The Drag[en]gine is a fully customizable game engine and game development environment designed with modularity and extensibility in mind not requiring expensive licenses.
A lot of work went into the game engine which is why the updates had been kept scare. Not much sense in doing updates if there is just a lot of text and not much to see. This update contains informations about the changes done to the game engine.
Posted by Dragonlord on Apr 27th, 2008
So far the engine has been driven by a bit "special" file handling mechanisme which had its own quirks. This system has now been replaced by a simple yet powerful Virtual File System. The game sees only this file system but there can be various containers involved contributing files to the virtual file system. The good point on this system is that it is adaptable to anything from a computer down to a console. It also doesn't matter if a container is read only or is even located on another machine over the internet. This allows for an entire new approach to handling game files and distribute content.
The graphic system received quite some work in the last time. Decals are now fully implemented and ready to be used. The only exception are decals on dynamic ( rigged ) objects but this is a minor change to the code so it can be considered done.
For improving speed an optional tool has been put into the hands of mappers, the so called "Visibility Mesh". In simple words this allows to create a mesh which places walls and portals ( you can see through ) in a very coarse grained fashion. This mesh composes only of very few faces and is intended to approximate the terrain. The idea is to give the graphic module hints so parts of a terrain can be omitted if obscured ( typical example are rooms ). Nobody else than the mapper knows best the visual logic of his map. This is optional so no need to worry about visibilty meshes. Not using them can only make maps slower as they could be.
In terms of HDRR a new tone mapper has been put into use. The resulting images are now crispier and no more as washed out as the old tone mapper. The lighting system received also an overhaul and is now based on real world lighting parameters. Light power is defined as lumens for example. In addition a light sensor has been added ( Lumimeter ). Using this sensor you can measure light conditions in the game and adjust your game behavior accordingly. Expect a lot of moody actions where light and shadow ( in realtime ) does matter without having to code all this painfully.
The skin system received also a major rewrite. The old system had been proven to be too cumbersome to use. Therefore the system has been improved with a more simple system based on texture properties. The new system is fully implemented so far.
On the technical side the opengl module has been improved in render speed using a couple of tricks. Still a topic is the speed of light and shadow rendering. The next step is to push the lighting into a more final form.
The physics system has been on the receiving end of the most work. The collider system has been improved. Analytic shapes have been introduced to replace the slow mesh-mesh collision. Constraints are now fully working as well as for colliders amongst each other as for collisions between bones of a collider and the environment. The speed of development on this module depends a lot on the development of the Bullet Physics library which is also a work in progress. The important parts are now implemented though. In addition the collision detection routines have been overhauled and put into a more usable shape. Ray-Cast-Testing made its appearance and provides the user now with a quick and powerful testing capability. Next steps include adding some more physics goodies like motors ( used for moving objects ), soft body physics ( for example stretching ropes or cloth ), fitting kinematic simulation better with dynamic simulation as well as a set of physics sensors ( more about them soon ).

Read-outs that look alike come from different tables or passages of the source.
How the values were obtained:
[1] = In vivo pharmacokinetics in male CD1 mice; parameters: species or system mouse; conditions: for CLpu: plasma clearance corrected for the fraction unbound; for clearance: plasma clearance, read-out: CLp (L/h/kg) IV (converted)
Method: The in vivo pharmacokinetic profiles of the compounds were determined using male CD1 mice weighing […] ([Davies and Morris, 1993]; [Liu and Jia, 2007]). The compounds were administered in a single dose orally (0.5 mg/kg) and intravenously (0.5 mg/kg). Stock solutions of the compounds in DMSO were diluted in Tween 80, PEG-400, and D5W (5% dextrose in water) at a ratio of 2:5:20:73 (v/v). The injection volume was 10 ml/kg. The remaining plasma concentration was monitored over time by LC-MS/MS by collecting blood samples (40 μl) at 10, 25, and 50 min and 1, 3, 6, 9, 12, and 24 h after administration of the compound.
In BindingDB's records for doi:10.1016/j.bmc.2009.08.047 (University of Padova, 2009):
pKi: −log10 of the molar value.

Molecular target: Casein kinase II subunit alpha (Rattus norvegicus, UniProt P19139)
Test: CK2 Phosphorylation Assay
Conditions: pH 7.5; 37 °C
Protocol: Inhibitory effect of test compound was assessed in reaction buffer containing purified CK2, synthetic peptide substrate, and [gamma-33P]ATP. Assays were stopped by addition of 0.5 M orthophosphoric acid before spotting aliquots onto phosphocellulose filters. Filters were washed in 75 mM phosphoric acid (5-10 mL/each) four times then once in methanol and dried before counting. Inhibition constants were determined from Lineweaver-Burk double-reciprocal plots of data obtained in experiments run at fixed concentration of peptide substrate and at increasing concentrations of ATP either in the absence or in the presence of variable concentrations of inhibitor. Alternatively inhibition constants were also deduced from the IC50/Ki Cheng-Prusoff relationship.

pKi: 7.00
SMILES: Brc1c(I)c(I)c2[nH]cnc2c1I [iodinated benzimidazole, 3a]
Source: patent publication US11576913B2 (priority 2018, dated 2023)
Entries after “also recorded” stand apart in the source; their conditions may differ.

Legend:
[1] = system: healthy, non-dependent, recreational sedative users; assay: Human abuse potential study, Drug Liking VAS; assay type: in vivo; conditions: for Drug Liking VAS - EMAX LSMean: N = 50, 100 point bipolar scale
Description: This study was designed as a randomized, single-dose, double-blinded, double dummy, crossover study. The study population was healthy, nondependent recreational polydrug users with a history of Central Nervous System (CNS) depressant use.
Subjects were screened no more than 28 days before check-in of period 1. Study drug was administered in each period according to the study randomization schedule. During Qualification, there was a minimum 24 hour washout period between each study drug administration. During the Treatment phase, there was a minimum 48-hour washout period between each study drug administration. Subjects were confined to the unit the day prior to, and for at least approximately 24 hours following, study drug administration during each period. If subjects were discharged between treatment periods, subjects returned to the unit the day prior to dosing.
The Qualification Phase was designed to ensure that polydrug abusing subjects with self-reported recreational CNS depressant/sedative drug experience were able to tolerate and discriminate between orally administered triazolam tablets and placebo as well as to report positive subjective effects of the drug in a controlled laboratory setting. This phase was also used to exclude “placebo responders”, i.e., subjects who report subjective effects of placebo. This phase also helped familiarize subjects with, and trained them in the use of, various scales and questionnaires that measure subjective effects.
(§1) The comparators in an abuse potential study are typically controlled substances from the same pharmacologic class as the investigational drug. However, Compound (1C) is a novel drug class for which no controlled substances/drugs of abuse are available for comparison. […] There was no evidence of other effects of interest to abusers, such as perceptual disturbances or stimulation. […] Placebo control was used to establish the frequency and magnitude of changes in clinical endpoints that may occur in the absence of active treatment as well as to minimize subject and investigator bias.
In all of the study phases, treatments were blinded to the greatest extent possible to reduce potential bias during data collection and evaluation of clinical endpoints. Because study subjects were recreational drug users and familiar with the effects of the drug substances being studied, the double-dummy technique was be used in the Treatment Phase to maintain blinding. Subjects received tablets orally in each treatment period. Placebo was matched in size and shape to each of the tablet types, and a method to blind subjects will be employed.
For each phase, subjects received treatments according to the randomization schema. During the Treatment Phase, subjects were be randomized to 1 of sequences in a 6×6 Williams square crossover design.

Various editors exist to help create games using this game engine. To ease the creation of new tools a large amount of common code has been refactored into a common code base ( Common Tools package ). This package provides classes to handle amongst others:
The various editors have been changed to use this common tools package. With this development speed should pick up again.
This editor is new in the set of editors available. It provides support to edit rig resources. You can also directly do physics simulation on the rig you edit to verify your work. Loading and saving is done using engine rig modules hence whatever rig files a game comes equiped with you can immediately ( and without installing additional software ) edit them. The editor requires a few more GUI interactions where you have to change things numerical for the time being but besides this the editor is fully functional.
The best always comes at the end. For the Drag[en]gine a Wiki has been summoned. This place is destined to become your first step for informations about using the Drag[en]gine for your own projects. The Wiki is only partially done yet but contains already a couple of topics especially about engine parts which are not going to change anymore until the first release. You can find the Wiki at Drag[en]gine Wiki. For the impatient ones some links concerning what has been told in this news post in brief:
Stay tuned for more updates on the engine. We plan to release this engine in 2008 and we work hard to achieve this goal.